Portsmouth Abbey & School is one of the larger customers of National Grid in this area and has been working diligently to combat our rising energy costs through the implementation of energy efficiency and convservation programs.
In addition to energy conservation measures, the Abbey had wished to promote renewable energy and had looked into a number of options, including Solar, Geo-Thermal and Wind Power.
As wind has been a resource on the site of the School since colonial times, it was determined that a wind turbine could possibly provide the Abbey and School with the best option for a renewable energy source and the greatest savings in energy costs.
With the assistance of the R.I. Renewable Energy Fund and Roger¬†Williams University, the School initiated a detailed study to quantify the local wind resource, including the installation of a special 50-meter (164-foot) tall meteorological monitoring pole.
Additional analysis was made of the electrical usage patterns of the School, in order to select a wind turbine that would produce the needed energy using the winds available.¬† The desire was to select a turbine that could meet the School's needs and yet be sensitive to the setting of the Abbey and the neighborhood.¬† Studies found that a mid-sized wind turbine would suffice.¬† In addition, the Abbey has enough space to place the turbine away from its boundaries.¬† The turbine is approximately 750 feet from the nearest neighbor.
A Vestas 660kW wind turbine generator was selected as the best choice for this project.¬† The turbine has three, 77-foot carbon fiber blades atop a 164-foot tapered tubular steel tower.¬† The rotor turns at a constant 28.5 revolutions per minute.¬†The structure stands a proud 240 feet, from the ground to the tip of the highest blade.¬† The turbine is secured by a concrete foundation that sits in a 30-foot hole, and its tower is firmly bolted to 80, one-inch diameter, 27-foot-long rods set firmly into the foundation.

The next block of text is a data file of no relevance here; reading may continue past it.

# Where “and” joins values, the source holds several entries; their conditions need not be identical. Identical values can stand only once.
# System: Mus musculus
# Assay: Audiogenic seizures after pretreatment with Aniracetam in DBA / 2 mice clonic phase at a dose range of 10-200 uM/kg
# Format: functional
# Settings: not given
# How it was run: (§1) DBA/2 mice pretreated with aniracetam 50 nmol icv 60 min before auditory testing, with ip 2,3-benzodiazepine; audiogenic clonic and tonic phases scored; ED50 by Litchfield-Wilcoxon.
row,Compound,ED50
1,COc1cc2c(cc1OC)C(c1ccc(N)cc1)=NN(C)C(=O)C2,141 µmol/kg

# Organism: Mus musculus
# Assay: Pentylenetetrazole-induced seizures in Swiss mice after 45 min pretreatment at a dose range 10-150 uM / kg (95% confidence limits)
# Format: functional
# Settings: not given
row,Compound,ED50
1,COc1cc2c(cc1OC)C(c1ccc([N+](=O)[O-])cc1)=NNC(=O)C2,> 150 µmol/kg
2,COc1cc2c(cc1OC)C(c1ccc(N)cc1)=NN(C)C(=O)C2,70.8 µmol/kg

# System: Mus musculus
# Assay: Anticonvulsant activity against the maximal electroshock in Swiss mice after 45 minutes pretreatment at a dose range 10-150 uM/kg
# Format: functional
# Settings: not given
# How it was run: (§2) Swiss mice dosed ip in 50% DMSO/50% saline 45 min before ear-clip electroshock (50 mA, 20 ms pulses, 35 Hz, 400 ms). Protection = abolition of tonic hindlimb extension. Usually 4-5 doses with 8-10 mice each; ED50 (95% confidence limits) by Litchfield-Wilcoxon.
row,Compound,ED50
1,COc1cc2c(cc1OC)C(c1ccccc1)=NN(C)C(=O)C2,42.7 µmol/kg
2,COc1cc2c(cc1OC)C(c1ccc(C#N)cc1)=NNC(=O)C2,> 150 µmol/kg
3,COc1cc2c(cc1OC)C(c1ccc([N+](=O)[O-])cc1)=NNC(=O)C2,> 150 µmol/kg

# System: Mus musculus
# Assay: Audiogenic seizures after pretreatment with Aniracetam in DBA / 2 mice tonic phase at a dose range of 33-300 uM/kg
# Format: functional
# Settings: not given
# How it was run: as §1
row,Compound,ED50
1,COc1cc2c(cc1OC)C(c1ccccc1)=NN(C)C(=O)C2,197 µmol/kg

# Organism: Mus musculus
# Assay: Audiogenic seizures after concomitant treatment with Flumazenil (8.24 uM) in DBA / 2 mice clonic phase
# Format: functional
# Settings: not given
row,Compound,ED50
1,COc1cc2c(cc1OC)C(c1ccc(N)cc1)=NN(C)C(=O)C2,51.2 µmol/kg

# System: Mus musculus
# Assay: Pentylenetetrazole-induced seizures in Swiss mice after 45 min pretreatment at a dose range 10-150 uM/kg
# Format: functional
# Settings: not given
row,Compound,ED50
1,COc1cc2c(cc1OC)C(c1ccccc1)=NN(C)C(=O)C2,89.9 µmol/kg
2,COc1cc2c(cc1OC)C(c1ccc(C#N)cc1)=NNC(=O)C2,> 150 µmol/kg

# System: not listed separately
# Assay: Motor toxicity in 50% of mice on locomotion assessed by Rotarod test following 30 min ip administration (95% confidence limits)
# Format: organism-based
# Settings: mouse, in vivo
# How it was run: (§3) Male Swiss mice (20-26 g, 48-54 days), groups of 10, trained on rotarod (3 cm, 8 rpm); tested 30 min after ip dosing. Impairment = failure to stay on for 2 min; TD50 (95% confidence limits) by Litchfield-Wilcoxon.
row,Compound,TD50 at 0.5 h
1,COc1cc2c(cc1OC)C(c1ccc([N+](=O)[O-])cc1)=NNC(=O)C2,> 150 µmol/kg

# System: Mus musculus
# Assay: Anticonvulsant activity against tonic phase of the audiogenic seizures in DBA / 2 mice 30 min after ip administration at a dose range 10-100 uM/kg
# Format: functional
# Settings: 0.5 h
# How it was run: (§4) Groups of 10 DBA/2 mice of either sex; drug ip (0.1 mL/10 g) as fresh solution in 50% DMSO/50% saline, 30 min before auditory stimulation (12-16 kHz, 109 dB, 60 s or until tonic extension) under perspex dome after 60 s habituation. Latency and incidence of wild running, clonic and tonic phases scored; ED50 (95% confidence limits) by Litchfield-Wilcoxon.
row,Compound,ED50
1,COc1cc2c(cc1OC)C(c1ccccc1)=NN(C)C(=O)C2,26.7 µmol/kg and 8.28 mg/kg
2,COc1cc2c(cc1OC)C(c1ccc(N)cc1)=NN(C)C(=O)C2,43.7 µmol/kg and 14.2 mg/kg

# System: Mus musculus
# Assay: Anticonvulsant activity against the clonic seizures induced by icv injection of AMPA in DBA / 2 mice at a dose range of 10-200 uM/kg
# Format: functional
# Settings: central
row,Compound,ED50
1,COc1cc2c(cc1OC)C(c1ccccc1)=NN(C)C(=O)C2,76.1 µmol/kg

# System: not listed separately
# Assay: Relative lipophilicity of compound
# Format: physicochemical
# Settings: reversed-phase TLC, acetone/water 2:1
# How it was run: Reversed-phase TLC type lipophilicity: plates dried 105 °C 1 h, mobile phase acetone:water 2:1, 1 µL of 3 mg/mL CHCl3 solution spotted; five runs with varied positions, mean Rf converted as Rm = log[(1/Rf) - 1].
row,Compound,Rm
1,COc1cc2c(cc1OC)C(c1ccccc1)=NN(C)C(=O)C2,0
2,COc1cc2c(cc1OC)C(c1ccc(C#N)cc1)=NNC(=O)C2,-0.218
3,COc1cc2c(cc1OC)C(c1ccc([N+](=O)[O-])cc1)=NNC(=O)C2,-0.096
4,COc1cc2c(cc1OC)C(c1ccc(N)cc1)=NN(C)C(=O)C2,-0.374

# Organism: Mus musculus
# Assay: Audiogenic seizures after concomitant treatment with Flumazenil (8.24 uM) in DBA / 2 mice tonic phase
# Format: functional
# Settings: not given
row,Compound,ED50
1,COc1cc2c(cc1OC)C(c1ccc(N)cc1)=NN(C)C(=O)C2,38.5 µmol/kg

Over the last two decades, modern wind turbines generators have advanced in technology and are proven, reliable sources of electricity that are pollution-free and safe for the community.¬† This wind energy project is providing a unique benefit to local schools.¬† Portsmouth Abbey continues to invite local student groups for a presentation and tour, and hopes, in the future, to make available data that can be used for any number of academic disciplines, including meteorology, environmental- or earth-science, physics, engineering, etc.
Modern wind turbines have special design features that have significantly reduced operating noise.¬† The wind turbine produces less than 45 dB (decibels) at the edge of Cory's Lane.¬† This is¬†comparable to the ambient sounds of the wind blowing through the trees.¬† The wind turbine is not a hazard to wildlife.
Power from the wind turbine at the School reduces the load on the local utility electrical distribution feeder. This provides higher voltage and improved power quality to the entire neighborhood during peak power use periods.
In December of 2004, the Abbey applied to the State of Rhode Island Renewable Energy Fund for their¬†support of this wind power project.¬† After careful evaluation of the proposed plan, the Fund Board generously made available their advisory resources as well as a grant for more than one-third of the estimated project costs.
On March 18, 2005, the Abbey applied to the Town of Portsmouth for the special-use permit and variance needed to bring a wind turbine to fruition.¬† With strong support from neighbors, the permit was unanimously granted.
The foundation was completed at the beginning of January 2006.¬† The State of Connecticut Police Department gave special permission for the lower part of the tower to travel through the state on a Friday, due to the truck's over-size load.
The turbine arrived during the week of March 20 and was erected during the last in March 2006. Brother Joseph watched the sun rise from the top of the turbine on March 31, 2006, the day the blades began to turn.¬† The turbine began providing electricity for the grid at 10am that morning.
As of March 31, 2007, one year to the day after the wind turbine began to operate, it had generated nearly 1.3 million kWh of "clean" electricity and had supplied 39.35 percent of the School's electrical energy use.¬† This successful trend has continued.
During its first year of operation, the highest documented wind gust was 67 mph.¬† The turbine generates wind up to 55 mph, then pitches the blades to 90-degree angles and waits for the wind¬†to subside to 45 mph before starting to turn again.
Total wind turbine revenues during its first year of operation were $222,710, including $64,661 in renewable energy credits, $28,496 in wholesale electricity sold back to the grid, and $129,553 in retail electricity displaced.
For its important contributions to conservation in Rhode Island, Portsmouth Abbey & School received the 2007 Environmental Merit Award by the U.S. Environmental Protection Agency, the 2007 Conservation Award by the Garden Club of America, and the 2006 Senator John H. Chafee Award¬† for Outstanding Conservation Project.¬†
Visit our Green Gallery to see photos of the turbine and our other environmental projects.¬†